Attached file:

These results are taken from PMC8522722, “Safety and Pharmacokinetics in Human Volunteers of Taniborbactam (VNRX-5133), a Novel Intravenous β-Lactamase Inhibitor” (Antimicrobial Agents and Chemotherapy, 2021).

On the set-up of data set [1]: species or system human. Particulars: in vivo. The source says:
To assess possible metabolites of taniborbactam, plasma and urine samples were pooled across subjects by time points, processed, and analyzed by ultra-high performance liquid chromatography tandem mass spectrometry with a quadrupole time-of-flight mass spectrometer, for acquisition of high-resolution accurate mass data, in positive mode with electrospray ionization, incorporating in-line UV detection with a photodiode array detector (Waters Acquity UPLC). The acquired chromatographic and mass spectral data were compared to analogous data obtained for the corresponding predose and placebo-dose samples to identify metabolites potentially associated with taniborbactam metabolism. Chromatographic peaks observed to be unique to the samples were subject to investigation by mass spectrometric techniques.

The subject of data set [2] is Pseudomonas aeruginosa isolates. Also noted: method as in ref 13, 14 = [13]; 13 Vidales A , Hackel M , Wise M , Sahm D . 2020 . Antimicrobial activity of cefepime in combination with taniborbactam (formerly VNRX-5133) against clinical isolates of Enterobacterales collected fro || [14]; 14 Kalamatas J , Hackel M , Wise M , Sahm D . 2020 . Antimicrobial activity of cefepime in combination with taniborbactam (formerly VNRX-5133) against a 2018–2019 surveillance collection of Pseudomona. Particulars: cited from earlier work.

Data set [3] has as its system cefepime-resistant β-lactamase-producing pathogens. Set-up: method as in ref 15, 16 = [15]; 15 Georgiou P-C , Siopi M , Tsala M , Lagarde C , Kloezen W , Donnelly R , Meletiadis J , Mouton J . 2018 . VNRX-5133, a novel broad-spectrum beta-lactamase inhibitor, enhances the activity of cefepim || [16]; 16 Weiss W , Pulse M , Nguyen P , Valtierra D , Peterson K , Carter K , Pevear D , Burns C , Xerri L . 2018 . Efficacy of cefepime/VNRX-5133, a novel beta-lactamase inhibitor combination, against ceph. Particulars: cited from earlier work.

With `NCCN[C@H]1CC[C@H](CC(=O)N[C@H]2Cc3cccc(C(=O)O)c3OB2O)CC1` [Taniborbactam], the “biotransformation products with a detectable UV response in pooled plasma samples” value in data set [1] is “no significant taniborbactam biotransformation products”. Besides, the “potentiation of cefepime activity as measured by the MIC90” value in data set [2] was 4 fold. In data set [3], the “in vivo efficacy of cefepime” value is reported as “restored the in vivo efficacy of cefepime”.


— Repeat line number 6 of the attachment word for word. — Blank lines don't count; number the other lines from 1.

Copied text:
With `NCCN[C@H]1CC[C@H](CC(=O)N[C@H]2Cc3cccc(C(=O)O)c3OB2O)CC1` [Taniborbactam], the “biotransformation products with a detectable UV response in pooled plasma samples” value in data set [1] is “no significant taniborbactam biotransformation products”. Besides, the “potentiation of cefepime activity as measured by the MIC90” value in data set [2] was 4 fold. In data set [3], the “in vivo efficacy of cefepime” value is reported as “restored the in vivo efficacy of cefepime”.